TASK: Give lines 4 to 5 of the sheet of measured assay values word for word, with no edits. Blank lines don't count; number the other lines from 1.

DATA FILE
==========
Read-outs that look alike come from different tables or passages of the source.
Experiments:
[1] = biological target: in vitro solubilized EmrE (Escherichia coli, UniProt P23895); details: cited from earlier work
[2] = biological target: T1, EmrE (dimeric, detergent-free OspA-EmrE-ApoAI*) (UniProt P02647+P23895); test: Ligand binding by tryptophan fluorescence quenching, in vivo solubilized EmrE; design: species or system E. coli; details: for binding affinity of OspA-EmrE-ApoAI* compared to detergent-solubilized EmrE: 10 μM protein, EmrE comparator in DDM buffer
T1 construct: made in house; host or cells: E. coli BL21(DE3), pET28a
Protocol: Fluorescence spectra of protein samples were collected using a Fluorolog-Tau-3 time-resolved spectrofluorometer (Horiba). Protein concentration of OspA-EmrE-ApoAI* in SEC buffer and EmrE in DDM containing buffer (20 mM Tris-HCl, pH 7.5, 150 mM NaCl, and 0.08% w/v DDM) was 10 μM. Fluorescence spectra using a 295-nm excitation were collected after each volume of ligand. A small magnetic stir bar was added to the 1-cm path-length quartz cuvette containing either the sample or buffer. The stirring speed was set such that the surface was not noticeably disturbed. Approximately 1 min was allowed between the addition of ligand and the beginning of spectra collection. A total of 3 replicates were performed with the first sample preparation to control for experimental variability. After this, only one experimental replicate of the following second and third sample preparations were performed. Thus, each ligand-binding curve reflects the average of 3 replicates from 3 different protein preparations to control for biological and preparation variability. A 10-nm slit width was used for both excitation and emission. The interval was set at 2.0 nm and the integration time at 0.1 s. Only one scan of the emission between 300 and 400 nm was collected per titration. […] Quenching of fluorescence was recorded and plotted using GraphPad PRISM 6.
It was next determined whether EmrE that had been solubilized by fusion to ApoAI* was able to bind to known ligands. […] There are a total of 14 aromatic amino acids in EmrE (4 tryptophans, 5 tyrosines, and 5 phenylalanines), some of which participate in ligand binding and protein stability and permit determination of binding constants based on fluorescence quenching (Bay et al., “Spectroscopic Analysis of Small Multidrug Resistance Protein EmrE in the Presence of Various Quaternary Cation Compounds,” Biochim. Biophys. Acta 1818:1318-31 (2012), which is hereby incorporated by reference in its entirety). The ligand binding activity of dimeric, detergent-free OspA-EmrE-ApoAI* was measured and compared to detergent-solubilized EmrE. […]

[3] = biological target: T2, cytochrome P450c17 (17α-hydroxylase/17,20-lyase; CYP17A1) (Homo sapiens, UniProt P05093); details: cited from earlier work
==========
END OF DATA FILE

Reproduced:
[2] = biological target: T1, EmrE (dimeric, detergent-free OspA-EmrE-ApoAI*) (UniProt P02647+P23895); test: Ligand binding by tryptophan fluorescence quenching, in vivo solubilized EmrE; design: species or system E. coli; details: for binding affinity of OspA-EmrE-ApoAI* compared to detergent-solubilized EmrE: 10 μM protein, EmrE comparator in DDM buffer
T1 construct: made in house; host or cells: E. coli BL21(DE3), pET28a